Energy Saving Guide
Battery storage owners guide
Now your home has batteries included here are the things you can do to make the most of it.
This guide breaks down how owners can enjoy maximum value from their battery storage. With tips on choosing the right energy plan, price arbitrage opportunities and joining VPPs to battery cycling strategies and more. See our Buyers guide to Battery storage for information about storage technologies, system costs and payback. Plus what to look for when you’re in the market to add energy storage.
Getting the best from battery storage
1. Finding the best electricity plans for battery
With a typical solar battery system, households will only be using a small amount of energy from the grid. As a result, any electricity bills will be much lower. But you still don’t want to pay more than you need to. Here’s what to look for when shopping for an electricity deal. Plus an opportunity to use your battery storage to buy low and sell high!
Compare thoroughly for your usage and exportElectricity retailers know that big solar feed-in tariffs get attention. However, the catch is these plans typically come with inflated usage charges to offset the high (and often loss-making) feed-in tariffs. The solution is to compare accurately using your unique usage and solar export. You’ll want to factor in the pricing, discounts, feed-in tariffs, restrictions and conditions. Then with the total cost of each deal for your situation, you can see the plan that stacks up best. WATTever’s comprehensive electricity comparison does this, including all publicly listed plans and retailers to support battery owners finding the cheapest deal for their situation. We even show plans only available to those with battery storage.
Switch to a Time of Use tariffSolar households will often be on a Time of Use tariff where the electricity price varies through the day. If not, this is a move that most battery homes should make. While peak rates for Time of Use plans are more expensive than a flat Anytime Tariff, the cost of electricity for off-peak or shoulder periods is lower. A sufficiently sized battery will shield a home from higher peak costs. That’s because solar powers daytime energy needs and any excess can be stored and used in the early evening when peak time of use rates apply (usually up to 8-9 pm on weekdays). Moving to a time of use tariff, also lets you buy lower-cost grid power if the battery capacity isn’t enough to cover you through the night. You can even fill the battery with cheaper off-peak electricity if there won’t be enough solar to fill the battery during the day. A Time Of Use tariff also provides more windows for time-shifting and accessing cheaper electricity. Either by running appliance from solar during daylight hours or later during off-peak hours when grid electricity is at its most affordable.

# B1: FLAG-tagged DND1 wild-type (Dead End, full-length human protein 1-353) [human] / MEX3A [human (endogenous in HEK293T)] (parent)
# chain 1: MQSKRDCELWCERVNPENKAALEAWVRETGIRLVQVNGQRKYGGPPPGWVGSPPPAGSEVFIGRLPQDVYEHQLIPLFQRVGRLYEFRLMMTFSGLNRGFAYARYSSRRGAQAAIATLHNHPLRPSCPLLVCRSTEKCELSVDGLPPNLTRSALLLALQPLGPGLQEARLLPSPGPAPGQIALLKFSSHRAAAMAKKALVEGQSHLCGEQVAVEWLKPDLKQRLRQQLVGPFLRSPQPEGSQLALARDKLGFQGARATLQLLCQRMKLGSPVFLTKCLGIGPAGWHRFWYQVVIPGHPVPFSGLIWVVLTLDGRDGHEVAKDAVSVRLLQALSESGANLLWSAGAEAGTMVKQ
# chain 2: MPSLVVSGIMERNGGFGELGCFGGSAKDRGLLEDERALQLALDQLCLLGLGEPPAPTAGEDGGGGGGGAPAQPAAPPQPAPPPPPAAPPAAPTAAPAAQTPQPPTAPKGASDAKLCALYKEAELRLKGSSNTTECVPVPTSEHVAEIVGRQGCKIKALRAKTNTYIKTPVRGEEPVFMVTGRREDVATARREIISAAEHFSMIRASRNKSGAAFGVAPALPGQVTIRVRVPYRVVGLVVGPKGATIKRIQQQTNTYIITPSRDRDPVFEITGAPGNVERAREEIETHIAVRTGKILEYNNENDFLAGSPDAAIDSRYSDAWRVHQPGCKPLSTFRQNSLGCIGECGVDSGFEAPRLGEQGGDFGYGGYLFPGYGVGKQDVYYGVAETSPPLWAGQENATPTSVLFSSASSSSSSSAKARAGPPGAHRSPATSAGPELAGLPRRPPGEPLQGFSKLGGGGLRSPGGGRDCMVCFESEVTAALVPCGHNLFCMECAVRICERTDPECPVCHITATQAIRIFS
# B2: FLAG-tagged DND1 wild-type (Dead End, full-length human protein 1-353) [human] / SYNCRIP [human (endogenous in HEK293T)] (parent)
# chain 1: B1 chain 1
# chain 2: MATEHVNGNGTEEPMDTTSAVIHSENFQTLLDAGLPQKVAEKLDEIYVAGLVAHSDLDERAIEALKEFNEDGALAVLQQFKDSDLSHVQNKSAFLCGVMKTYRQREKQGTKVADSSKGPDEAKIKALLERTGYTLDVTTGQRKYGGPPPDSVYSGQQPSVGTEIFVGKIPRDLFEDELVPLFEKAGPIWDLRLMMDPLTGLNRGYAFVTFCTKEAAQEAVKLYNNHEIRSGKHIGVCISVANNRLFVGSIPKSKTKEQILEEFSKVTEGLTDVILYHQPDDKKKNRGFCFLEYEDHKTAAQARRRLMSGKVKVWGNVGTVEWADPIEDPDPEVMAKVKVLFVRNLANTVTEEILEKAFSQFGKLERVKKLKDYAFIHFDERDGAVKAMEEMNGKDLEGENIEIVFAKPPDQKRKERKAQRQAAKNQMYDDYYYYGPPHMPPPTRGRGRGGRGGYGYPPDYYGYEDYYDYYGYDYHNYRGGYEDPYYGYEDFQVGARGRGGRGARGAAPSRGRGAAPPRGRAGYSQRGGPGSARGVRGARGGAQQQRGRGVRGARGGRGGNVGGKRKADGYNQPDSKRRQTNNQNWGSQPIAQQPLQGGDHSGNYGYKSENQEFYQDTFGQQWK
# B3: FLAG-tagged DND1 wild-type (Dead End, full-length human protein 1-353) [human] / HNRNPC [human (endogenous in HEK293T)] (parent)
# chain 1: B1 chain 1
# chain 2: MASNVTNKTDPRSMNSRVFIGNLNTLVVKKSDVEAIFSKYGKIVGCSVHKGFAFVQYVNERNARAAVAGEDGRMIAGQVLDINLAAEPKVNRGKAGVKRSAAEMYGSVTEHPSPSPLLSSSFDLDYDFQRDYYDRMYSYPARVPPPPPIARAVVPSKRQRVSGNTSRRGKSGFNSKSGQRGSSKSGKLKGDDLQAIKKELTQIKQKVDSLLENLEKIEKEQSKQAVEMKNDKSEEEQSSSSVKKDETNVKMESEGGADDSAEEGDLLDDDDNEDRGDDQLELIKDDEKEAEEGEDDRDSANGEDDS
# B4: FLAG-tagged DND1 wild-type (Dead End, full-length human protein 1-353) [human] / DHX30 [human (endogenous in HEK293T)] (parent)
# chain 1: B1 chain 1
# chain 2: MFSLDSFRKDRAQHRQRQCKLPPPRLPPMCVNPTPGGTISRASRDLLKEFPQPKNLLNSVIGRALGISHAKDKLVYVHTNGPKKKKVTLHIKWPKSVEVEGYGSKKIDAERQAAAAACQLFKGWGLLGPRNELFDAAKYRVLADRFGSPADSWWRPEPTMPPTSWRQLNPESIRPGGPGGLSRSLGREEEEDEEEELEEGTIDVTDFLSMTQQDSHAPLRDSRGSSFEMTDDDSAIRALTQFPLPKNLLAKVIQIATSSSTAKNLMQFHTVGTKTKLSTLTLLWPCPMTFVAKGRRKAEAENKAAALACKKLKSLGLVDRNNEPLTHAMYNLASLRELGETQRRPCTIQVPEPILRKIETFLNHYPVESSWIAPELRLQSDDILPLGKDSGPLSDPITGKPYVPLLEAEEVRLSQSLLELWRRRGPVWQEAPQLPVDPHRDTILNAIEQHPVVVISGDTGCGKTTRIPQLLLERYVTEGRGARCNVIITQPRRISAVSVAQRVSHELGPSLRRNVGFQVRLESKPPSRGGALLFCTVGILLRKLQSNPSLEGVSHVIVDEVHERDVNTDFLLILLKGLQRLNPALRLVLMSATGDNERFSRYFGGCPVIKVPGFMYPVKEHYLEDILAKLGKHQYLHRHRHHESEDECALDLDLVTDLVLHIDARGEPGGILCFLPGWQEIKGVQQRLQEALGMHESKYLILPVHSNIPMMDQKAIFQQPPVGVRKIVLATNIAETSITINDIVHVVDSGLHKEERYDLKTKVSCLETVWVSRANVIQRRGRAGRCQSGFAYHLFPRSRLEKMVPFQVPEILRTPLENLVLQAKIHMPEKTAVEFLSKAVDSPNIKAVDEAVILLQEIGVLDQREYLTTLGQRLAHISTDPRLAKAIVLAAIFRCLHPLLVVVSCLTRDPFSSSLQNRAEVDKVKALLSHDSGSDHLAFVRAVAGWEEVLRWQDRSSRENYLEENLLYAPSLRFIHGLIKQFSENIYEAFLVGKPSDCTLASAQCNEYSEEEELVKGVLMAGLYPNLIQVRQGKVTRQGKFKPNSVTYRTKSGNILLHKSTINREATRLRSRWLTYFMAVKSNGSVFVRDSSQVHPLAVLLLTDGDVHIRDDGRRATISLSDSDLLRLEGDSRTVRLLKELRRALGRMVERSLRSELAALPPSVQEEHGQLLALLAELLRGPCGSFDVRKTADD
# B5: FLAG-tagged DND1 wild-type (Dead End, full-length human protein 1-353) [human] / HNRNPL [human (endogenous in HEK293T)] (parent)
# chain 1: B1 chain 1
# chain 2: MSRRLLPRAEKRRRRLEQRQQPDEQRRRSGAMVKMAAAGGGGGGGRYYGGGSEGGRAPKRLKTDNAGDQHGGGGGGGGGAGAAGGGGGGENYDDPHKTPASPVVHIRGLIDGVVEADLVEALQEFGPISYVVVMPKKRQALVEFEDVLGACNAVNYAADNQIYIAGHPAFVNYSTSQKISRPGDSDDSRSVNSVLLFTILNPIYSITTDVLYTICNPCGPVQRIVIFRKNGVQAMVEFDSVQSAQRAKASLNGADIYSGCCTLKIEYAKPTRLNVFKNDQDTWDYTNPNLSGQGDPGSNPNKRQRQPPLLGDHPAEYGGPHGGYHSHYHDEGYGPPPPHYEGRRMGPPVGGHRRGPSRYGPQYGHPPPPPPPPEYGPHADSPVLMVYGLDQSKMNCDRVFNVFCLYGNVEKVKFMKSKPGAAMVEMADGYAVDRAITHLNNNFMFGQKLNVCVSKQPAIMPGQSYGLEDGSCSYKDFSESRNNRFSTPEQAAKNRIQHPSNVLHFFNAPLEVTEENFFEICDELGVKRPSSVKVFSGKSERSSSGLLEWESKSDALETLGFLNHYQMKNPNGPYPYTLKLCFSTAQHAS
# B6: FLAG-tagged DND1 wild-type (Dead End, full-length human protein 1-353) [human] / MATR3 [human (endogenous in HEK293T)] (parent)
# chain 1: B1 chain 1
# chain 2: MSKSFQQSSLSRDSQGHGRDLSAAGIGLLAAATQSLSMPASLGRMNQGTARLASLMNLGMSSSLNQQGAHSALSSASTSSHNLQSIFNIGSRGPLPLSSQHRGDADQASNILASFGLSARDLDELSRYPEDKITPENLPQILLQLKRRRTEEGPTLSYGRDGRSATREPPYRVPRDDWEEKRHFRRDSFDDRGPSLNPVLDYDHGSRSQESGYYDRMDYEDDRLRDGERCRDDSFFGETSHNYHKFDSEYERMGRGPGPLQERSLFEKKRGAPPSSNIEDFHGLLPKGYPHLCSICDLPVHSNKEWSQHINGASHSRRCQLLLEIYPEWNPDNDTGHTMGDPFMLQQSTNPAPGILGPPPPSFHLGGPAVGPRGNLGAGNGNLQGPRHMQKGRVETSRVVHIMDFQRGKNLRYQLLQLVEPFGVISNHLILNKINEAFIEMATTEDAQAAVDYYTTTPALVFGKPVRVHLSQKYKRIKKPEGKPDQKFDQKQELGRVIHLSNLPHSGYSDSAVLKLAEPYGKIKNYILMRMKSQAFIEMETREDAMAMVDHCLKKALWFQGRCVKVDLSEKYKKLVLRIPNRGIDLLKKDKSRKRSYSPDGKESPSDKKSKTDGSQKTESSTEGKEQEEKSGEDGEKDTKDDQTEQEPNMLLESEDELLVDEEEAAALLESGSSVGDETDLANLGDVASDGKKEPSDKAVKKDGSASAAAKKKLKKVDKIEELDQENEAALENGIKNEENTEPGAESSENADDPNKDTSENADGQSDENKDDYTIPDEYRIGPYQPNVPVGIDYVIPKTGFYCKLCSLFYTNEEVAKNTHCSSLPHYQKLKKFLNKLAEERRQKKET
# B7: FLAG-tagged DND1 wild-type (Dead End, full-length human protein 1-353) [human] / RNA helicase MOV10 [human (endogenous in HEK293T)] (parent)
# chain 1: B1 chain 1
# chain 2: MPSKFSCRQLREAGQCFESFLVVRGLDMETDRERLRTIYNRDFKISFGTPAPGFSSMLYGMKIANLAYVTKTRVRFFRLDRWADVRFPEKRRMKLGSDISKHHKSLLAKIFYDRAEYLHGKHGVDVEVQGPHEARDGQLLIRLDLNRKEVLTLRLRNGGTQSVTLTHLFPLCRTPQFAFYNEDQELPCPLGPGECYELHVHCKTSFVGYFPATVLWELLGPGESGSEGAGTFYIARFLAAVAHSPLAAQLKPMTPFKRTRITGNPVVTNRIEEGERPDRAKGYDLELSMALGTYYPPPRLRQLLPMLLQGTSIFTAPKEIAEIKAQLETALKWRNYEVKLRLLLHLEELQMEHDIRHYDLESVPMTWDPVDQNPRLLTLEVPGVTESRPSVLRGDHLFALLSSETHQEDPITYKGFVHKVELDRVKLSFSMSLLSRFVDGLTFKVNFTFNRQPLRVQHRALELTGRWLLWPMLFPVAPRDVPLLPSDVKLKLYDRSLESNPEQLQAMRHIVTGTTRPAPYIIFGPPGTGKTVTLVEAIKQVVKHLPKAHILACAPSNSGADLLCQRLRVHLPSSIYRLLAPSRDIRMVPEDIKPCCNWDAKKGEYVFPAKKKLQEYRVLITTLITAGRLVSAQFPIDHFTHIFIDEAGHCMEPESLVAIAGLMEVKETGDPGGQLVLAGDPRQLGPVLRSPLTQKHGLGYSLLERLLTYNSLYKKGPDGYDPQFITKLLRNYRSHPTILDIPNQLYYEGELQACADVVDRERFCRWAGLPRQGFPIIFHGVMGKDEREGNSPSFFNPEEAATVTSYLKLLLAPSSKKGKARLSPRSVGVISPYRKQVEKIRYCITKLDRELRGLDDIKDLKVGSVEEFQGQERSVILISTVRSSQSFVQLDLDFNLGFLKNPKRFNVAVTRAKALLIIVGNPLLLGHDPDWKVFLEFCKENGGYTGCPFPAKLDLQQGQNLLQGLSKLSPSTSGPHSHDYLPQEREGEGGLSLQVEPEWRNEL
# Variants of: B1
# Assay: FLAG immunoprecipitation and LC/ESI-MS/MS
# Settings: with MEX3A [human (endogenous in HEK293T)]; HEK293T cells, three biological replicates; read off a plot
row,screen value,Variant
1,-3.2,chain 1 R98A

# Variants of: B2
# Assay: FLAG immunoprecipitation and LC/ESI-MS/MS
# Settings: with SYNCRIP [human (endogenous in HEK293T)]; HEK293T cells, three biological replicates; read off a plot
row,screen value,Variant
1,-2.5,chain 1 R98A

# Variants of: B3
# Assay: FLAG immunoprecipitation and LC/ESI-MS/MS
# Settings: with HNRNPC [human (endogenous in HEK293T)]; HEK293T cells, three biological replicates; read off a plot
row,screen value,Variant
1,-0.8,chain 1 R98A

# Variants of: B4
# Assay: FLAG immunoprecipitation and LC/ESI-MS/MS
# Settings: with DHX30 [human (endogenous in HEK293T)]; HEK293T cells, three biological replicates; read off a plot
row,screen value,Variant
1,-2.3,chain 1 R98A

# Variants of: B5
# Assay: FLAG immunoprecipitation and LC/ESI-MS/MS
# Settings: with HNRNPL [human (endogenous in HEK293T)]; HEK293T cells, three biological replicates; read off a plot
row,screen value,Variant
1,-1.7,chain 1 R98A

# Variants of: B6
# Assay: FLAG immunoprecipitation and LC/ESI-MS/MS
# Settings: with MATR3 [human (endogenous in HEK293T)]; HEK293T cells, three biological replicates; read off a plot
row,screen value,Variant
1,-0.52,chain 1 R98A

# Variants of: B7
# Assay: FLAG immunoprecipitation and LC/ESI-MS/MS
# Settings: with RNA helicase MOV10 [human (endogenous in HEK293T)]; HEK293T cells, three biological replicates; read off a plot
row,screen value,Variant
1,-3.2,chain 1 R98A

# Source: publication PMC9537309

Time of Use tariffs give you access to cheaper grid power.
Solar battery arbitrageBy buying off-peak energy and saving it for use during peak times, households can avoid paying for the most expensive electricity. Or they can even ‘sell it back’ into the grid from the battery. We’ve coined the phrase ‘solar arbitrage’ to describe when the feed-in credit is higher than the cost of grid electricity. There are currently a few plans available where the feed-in tariff is higher than the off-peak rate. In this scenario, you’re better off financially to charge your battery from off-peak electricity overnight and export more solar during the day at the high feed-in tariff. These plans also make smaller systems viable and cycle larger batteries less as you only need sufficient battery to cover peak (and shoulder periods), i.e. up till 9 or 10 pm. What are the energy plans that work out best for solar arbitrage? Check my article for a complete list of current publicly-listed electricity plans where the feed-in tariff exceeds the cheapest cost to buy from the grid. The blog post also unpacks the solar arbitrage strategy, plus the positives and negatives. Eventually, as feed-in tariffs fall, this opportunity will disappear.
Make the most of your battery.
2. Joining a Virtual Power Plant (VPP)
The electricity grid is changing. With two and a half million solar homes, the excess power generated can be better managed to benefit everyone. A Virtual Power Plant (VPP) brings together hundreds or thousands of battery owners to create the effect of a massive battery. This way, excess daytime solar electricity can be stored and used later when needed. Like at periods of high demand or to avoid local network outages. Energy retailers pay participating households to access the energy they store, so it can be released from the VPP and sent into the grid.
Joining a VPP can provide incentives and payments for storage owners, helping to offset the cost of their system. Several retailers are running VPPs, offering consumers incentives to install new or connect existing batteries. There are now VPP programs available from Diamond Energy, Discover Energy, Energy Locals, Orirign Energy, Powershop, AGL, Simply Energy and EnergyAustralia.
Automated battery management services such as Reposit Power offer a VPP and reward battery owners for energy returned to the grid at times of need, through partner electricity retailers. These automated management services require compatible battery setups. If you have a specific VPP scheme in mind, you’ll want to check this out before buying your battery.
Help power the grid and be rewarded.
3. Energy-saving tips for battery owners
Below are some actions you can take to maximise your use of solar energy and your battery while avoiding having to buy electricity.